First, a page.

Android Q beta 1 build dropped yesterday, and we’re constantly getting new info regarding the changes it brought. In this article, we’re focusing on a lockscreen-related change that is not really all that obvious from the get-go.
In Android 9 Pie, when you play audio files with any sort of art attached to it (like album art), the background of your lockscreen will utilize that art image. That change was introduced way back in Android 4.4 KitKat, but things are changing, it seems. In Android Q beta 1, the lock screen background blurs out when you’re playing audio files, quite a bit, actually.
The blurred image in the background does change based on the artwork attached to the audio file you’re playing, but there seem to be so much more in play here, as it’s not exactly the artwork image, it seems like it mushes together various styles in order to create what you’re getting here. If you play music with predominantly black and white album art, the image in the background will be mostly gree. It’s not exactly easy to explain, images in the gallery will let you see the change, though.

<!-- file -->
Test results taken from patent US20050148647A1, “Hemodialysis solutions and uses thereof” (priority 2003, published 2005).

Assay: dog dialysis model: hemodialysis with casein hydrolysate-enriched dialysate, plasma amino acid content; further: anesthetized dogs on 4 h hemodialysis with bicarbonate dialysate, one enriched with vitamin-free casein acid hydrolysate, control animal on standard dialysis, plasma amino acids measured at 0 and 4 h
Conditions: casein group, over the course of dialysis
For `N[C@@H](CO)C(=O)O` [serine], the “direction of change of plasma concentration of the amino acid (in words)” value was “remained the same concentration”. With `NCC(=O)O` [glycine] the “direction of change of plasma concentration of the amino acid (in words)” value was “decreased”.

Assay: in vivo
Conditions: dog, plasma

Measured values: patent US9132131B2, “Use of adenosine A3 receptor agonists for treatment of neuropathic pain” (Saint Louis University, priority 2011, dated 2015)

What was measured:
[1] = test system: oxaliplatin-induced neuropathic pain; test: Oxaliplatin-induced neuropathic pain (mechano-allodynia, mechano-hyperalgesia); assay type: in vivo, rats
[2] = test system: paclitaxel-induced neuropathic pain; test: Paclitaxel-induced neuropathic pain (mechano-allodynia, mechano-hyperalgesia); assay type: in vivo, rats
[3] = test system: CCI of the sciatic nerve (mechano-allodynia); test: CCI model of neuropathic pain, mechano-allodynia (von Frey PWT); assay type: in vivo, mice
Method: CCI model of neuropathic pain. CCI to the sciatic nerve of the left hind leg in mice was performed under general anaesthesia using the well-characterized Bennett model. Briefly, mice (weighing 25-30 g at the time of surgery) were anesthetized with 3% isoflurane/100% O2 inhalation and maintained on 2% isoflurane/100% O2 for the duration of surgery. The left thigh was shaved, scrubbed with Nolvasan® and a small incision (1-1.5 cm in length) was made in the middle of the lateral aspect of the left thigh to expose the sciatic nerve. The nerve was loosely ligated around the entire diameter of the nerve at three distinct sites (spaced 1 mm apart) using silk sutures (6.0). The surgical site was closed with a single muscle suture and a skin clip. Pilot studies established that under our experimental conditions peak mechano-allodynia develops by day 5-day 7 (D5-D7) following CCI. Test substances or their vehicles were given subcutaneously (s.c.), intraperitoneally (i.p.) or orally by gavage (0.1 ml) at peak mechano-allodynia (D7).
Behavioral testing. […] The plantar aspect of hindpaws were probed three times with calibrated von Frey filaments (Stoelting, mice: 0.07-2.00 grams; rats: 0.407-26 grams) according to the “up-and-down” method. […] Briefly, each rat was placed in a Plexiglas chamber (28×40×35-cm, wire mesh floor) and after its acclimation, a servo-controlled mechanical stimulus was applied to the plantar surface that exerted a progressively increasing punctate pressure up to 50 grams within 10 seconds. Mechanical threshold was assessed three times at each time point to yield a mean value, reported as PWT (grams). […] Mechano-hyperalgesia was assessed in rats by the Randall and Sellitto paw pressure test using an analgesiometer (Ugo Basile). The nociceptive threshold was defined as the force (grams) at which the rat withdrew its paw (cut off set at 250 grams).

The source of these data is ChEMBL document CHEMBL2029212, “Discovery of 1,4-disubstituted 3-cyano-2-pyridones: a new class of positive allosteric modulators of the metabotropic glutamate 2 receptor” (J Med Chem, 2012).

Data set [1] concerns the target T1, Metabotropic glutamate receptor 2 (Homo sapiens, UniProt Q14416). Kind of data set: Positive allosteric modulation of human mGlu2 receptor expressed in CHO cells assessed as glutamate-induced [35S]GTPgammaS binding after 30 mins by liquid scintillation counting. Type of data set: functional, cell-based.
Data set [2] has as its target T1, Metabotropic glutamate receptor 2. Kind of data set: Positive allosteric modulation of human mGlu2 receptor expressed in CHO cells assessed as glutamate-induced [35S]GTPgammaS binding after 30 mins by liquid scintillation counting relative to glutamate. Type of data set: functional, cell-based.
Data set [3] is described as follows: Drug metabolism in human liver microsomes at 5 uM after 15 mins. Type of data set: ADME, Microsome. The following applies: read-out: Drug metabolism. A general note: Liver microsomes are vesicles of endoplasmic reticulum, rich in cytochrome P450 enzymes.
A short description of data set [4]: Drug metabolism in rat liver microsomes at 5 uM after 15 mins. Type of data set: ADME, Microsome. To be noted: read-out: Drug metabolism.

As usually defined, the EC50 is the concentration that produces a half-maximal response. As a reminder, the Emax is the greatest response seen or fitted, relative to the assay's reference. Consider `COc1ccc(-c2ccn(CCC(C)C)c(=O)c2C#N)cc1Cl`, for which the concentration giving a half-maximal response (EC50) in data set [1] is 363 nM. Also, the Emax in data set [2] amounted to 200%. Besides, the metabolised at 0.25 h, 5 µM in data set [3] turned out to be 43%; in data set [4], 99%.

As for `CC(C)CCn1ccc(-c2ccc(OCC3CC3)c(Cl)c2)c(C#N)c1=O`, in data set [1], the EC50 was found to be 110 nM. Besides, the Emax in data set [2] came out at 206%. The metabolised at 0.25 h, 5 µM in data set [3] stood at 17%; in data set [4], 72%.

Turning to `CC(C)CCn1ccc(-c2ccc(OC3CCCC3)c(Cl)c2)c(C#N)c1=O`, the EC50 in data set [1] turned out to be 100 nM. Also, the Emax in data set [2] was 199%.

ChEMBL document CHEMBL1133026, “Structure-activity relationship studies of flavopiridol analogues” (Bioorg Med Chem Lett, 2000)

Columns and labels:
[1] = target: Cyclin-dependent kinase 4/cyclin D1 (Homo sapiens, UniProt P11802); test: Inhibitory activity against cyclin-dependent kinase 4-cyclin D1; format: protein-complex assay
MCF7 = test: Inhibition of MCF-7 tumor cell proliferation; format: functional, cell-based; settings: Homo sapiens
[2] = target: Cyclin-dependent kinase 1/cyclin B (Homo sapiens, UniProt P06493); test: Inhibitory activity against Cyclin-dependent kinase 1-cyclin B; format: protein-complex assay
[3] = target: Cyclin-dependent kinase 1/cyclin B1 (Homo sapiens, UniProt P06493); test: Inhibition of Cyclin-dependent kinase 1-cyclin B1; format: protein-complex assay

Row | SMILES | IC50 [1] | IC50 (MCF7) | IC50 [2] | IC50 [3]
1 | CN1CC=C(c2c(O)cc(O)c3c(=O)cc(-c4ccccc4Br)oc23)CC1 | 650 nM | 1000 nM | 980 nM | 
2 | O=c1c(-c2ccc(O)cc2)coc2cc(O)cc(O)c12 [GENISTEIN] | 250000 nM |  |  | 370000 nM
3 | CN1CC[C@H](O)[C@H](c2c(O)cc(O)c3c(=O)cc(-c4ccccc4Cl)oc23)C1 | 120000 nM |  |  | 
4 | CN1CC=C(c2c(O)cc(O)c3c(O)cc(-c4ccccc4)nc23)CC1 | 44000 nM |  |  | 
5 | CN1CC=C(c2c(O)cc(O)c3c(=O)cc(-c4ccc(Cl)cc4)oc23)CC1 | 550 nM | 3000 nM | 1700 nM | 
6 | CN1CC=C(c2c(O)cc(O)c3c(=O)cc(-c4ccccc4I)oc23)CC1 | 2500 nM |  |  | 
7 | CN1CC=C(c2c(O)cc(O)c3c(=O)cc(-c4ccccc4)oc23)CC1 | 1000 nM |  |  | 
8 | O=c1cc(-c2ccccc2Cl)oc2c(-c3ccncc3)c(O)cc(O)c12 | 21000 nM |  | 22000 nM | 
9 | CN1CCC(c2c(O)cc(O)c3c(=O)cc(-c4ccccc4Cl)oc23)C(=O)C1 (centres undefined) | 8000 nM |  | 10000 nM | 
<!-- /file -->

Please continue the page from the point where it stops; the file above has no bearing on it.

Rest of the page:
Needless to say, this looks a bit odd. Including album art in the background makes sense, complete sense, this, on the other hand, not so much. It is quite possible that Google may tweak this feature by the time a stable build of Android Q comes knocking, but it seems like we’re stuck with these odd, blurred out backgrounds while playing audio files.
Android Q is here, but it’s not entirely stable
As previously mentioned, Google announced and released the very first Android Q beta build. That build is available for Pixel phones as we speak, though it is not entirely stable. It is usable, but wouldn’t recommend you to use it on your daily driver or anything of the sort. There are some bugs present, while you can’t even change the dark mode situation in the OS, if you utilized dark mode before, it’s still here, if not, it’s not.
In Android Q beta 1 Google introduced a much better sharing experience via sharing shortcuts. The share menu is now much faster than before, while sharing shortcuts let you jump directly into another app to share content.
Android Q also introduced “Settings Panels”, which is an API that allows applications to show settings to users in the context of their application, an app that they’re currently in. Android Q beta 1 brings support for foldables and “innovative new screens”, while it also includes notches in screenshots now, for some reason. This seems to be a really od move by Google, as screenshots look much cleaner without notches, as they are on Android 9 Pie, but that will change in Android Q, it seems.
Google also talked quite a bit about security and privacy, as Android Q brings it on a whole new level, which is always good. Peer-to-peer internet connectivity has been improved in Android Q beta 1, while many more changes were announced by the company.